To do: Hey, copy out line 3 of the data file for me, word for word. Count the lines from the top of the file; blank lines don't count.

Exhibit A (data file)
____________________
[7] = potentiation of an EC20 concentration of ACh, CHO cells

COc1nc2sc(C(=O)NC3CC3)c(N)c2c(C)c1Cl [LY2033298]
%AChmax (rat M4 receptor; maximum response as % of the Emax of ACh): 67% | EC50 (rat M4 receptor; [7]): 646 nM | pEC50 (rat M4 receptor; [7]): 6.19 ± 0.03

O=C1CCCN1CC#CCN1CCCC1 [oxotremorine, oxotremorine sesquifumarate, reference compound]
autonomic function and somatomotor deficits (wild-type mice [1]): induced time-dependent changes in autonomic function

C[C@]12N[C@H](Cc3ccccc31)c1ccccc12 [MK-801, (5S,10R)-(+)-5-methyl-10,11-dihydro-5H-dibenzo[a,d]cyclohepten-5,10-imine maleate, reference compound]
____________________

%AChmax (rat M4 receptor; maximum response as % of the Emax of ACh): 67% | EC50 (rat M4 receptor; [7]): 646 nM | pEC50 (rat M4 receptor; [7]): 6.19 ± 0.03